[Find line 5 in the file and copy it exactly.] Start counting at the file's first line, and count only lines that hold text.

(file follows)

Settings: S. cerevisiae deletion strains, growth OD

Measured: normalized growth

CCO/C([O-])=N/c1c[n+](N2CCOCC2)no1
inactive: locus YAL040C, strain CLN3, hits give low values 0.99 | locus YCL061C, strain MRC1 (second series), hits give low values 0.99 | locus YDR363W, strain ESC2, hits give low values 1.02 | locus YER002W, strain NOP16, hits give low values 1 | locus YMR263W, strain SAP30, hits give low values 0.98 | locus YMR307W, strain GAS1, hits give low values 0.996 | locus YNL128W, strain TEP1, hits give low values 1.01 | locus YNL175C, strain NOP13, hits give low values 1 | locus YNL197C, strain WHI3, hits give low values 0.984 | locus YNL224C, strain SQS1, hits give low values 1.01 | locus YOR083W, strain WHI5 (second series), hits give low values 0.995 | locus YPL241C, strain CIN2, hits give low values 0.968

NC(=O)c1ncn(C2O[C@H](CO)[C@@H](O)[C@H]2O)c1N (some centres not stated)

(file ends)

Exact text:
NC(=O)c1ncn(C2O[C@H](CO)[C@@H](O)[C@H]2O)c1N (some centres not stated)